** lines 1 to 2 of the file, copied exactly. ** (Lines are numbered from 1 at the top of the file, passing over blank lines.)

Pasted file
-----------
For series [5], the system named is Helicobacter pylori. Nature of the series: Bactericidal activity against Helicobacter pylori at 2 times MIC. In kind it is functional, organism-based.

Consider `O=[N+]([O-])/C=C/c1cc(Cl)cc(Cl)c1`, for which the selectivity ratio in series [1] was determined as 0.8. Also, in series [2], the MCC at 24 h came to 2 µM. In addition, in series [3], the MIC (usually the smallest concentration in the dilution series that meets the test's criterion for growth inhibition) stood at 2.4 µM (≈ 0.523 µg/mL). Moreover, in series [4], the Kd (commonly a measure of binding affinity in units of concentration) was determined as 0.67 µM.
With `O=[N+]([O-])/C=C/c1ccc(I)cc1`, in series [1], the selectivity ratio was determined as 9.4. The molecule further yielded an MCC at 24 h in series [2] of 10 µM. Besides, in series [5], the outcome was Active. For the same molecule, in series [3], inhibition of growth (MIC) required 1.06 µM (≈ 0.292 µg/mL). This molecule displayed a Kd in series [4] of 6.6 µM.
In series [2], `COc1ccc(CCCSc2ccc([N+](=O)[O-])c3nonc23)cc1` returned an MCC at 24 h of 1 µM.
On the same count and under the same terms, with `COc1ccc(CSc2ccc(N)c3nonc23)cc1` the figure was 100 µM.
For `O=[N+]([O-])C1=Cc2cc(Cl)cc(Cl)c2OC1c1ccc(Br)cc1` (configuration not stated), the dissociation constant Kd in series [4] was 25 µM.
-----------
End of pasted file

For series [5], the system named is Helicobacter pylori. Nature of the series: Bactericidal activity against Helicobacter pylori at 2 times MIC. In kind it is functional, organism-based.

Consider `O=[N+]([O-])/C=C/c1cc(Cl)cc(Cl)c1`, for which the selectivity ratio in series [1] was determined as 0.8. Also, in series [2], the MCC at 24 h came to 2 µM. In addition, in series [3], the MIC (usually the smallest concentration in the dilution series that meets the test's criterion for growth inhibition) stood at 2.4 µM (≈ 0.523 µg/mL). Moreover, in series [4], the Kd (commonly a measure of binding affinity in units of concentration) was determined as 0.67 µM.